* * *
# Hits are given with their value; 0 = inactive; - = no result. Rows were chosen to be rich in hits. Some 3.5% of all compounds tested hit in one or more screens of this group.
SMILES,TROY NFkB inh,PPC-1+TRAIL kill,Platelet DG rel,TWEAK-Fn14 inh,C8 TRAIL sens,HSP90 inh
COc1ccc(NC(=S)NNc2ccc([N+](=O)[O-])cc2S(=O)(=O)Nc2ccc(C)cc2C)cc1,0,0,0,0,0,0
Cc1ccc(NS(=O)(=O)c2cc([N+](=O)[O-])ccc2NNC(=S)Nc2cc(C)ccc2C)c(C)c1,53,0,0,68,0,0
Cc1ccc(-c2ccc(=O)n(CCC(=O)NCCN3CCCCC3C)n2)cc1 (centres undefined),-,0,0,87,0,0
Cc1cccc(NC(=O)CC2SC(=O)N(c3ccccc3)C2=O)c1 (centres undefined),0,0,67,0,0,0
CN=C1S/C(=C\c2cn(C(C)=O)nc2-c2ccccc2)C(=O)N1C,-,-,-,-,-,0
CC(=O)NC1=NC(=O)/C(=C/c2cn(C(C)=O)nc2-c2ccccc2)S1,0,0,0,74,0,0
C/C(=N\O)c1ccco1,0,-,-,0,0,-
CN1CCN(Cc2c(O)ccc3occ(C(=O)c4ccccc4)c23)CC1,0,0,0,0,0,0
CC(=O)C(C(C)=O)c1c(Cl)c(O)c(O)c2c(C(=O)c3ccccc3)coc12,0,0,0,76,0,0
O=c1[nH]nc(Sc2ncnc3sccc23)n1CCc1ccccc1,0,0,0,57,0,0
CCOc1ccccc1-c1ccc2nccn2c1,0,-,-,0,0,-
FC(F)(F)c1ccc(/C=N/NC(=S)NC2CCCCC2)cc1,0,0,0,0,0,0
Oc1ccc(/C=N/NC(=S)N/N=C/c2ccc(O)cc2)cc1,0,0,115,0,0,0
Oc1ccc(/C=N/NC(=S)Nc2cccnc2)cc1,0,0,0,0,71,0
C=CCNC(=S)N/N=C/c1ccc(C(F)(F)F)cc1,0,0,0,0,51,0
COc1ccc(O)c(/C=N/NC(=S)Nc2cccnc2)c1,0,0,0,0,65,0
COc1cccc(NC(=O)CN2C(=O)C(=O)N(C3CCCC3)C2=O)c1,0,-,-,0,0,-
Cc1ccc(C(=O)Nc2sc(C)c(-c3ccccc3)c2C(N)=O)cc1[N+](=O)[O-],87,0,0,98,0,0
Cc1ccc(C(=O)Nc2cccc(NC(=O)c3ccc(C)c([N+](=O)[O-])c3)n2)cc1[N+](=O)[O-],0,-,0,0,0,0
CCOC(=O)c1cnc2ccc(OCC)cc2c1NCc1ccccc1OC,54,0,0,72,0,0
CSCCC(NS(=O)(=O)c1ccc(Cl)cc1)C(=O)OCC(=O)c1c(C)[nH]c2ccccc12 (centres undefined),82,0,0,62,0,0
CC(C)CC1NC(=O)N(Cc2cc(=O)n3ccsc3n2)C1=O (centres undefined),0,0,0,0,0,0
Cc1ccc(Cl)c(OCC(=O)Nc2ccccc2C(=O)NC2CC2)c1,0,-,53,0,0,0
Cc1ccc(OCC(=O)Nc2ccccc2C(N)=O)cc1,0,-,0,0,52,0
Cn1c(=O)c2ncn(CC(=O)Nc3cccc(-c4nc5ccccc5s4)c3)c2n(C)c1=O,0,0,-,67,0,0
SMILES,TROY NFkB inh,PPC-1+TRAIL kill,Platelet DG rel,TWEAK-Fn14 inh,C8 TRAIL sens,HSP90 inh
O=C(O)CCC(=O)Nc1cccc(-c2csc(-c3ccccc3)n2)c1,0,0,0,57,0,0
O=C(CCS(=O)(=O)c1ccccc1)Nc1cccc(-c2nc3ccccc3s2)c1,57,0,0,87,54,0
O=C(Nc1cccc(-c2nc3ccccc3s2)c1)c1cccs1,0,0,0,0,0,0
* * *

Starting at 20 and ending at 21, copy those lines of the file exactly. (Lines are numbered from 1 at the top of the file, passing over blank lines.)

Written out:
Cc1ccc(C(=O)Nc2sc(C)c(-c3ccccc3)c2C(N)=O)cc1[N+](=O)[O-],87,0,0,98,0,0
Cc1ccc(C(=O)Nc2cccc(NC(=O)c3ccc(C)c([N+](=O)[O-])c3)n2)cc1[N+](=O)[O-],0,-,0,0,0,0